Proposal Managers Weigh in on Teaming Partners
Proposal managers sometimes recommend that their clients identify teaming partners to collaborate with, in the attempt to procure government contracts. But does partnering with another entity really help you win more contracts?
In some cases, partnering with another company, whether as a teaming partner or approved joint venture, can provide several significant advantages. In other cases, however, this type of partnership can be more challenging to your company than helpful.
So how can you tell the difference?
The Benefits of Teaming Partners in Government Contract Acquisition
One of the most significant benefits of teaming up with another entity when submitting a proposal is experience.
Clients regularly refuse to award a contract to an entity that has no direct experience in the subject field. So if your company lacks this critical experience, how can you ever hope to win a contract and gain that experience?
The answer is to find a teaming partner that has the required level of experience with additional resources available to support you during periods of fluctuating workloads. Eventually, after your firm successfully completes a few contracts with your partner, you can legitimately claim to have the required level of experience.
In addition, if your firm lacks a robust financial capacity, teaming up with another company can help propel your financial strength and bonding capacity to a level that the contracting entity may deem acceptable.
Forming a strategic alliance with a teaming partner can also provide access to new
markets, helping you expand your company’s reach. Working with a partner in another
market will allow you to leverage that entity’s local presence and existing network of
qualified, local subcontractors, to obtain the most competitive pricing.
Do Teaming Partners Pose Notable Risks?
As you might expect, no joint venture is without risk. Although many government entities and private contracting clients advocate joint venture or teaming relationships, no single opportunity is worth sacrificing your hard-earned status.
In some cases, teaming partners can fail to meet their contractual obligations, reflecting poorly on your firm and affecting your chances for future procurements. And unless you clearly and legally establish the parameters of your partnership, teaming firms can potentially compromise your standing as a minority or disadvantaged business entity.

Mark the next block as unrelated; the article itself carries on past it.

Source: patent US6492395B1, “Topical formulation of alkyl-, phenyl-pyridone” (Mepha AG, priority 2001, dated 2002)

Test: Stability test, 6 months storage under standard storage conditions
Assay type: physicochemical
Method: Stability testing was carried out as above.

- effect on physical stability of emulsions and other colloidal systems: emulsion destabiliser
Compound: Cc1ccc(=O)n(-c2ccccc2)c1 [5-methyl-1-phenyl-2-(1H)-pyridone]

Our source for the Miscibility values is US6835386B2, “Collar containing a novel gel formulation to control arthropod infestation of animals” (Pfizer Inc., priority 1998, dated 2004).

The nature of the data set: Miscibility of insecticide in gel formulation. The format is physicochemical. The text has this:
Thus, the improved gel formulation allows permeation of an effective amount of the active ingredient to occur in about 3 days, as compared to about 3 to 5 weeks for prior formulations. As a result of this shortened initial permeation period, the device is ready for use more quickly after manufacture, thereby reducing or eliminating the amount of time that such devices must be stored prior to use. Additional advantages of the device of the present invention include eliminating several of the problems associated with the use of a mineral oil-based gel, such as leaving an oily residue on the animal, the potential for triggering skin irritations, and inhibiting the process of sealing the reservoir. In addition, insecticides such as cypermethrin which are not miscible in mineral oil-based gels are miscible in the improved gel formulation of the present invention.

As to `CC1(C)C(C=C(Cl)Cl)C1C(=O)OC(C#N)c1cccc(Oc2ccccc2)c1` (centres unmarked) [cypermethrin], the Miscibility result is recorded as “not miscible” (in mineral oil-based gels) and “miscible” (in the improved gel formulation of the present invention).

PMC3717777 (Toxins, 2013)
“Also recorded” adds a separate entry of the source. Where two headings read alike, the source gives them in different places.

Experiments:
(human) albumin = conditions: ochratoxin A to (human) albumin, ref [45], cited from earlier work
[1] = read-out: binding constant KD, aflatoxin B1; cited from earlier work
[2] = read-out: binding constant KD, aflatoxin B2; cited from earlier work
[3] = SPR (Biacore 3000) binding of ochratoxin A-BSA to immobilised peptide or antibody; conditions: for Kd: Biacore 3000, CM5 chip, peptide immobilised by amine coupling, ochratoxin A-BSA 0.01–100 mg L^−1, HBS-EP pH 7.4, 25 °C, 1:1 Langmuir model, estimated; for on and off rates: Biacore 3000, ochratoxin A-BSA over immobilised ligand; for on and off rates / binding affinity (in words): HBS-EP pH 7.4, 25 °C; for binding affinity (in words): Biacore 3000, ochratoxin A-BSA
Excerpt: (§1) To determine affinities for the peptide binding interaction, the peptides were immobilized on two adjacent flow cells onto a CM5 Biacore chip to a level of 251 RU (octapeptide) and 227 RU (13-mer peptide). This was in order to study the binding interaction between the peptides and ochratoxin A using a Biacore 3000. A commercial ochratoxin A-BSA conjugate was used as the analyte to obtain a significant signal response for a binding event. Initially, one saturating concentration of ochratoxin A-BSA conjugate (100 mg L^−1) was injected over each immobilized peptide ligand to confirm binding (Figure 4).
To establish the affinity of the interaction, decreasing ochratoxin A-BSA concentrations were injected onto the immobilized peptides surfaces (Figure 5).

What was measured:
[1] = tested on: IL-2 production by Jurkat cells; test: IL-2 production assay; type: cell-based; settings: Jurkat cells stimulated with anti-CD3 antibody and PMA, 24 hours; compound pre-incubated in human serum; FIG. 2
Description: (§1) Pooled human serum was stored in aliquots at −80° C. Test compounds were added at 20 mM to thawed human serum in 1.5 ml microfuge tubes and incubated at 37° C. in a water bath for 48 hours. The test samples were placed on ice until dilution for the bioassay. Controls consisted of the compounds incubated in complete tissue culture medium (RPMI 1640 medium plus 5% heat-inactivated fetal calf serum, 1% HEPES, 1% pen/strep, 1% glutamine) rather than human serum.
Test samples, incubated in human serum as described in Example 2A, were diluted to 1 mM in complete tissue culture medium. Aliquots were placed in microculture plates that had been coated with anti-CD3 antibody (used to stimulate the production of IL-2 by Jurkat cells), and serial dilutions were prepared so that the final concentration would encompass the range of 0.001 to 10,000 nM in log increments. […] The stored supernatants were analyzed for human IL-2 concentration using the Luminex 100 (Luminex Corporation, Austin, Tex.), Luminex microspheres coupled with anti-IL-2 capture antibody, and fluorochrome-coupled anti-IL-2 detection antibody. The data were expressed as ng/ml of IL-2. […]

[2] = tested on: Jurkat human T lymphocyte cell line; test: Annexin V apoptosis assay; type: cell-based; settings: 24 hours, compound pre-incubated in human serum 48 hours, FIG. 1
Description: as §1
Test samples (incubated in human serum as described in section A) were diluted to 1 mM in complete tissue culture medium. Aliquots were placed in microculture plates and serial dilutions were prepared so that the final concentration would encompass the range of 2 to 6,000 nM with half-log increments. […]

How Should You Decide Whether to Use a Teaming Partner?
Before deciding to submit a proposal in conjunction with a teaming partner, it can be helpful to talk to a proposal management consultant.
For many small or disadvantaged business owners, accumulating the legal knowledge necessary to make wise decisions regarding teaming is impractical — if not impossible. This is a prime example of a situation where a proposal management consultant can prove invaluable.
Your proposal manager can assist you, using the bid/no-bid analysis procedure, in evaluating what you need to win the contracts you need to grow your business. If working with a partner can help you achieve your goals, your proposal manager can help you identify and pre-qualify potential teaming or joint venture partners, based on the parameters of upcoming opportunities.
In many cases, an experienced proposal management firm can help you land lucrative contracts without the need for a partnering arrangement.
When you trust Meridian West Consultants for your business development needs, you will have the benefit of our team’s extensive background and proven track record of helping companies like yours. Evaluating the complex legal considerations of partnering with another firm requires an experienced proposal management perspective. We have established a reputation for helping minority disadvantaged business entities win the lucrative private and government contracting opportunities they need to achieve their goals.
Contact us today to learn more about how a professional proposal manager can help you evaluate the benefits and risks of working with a teaming partner.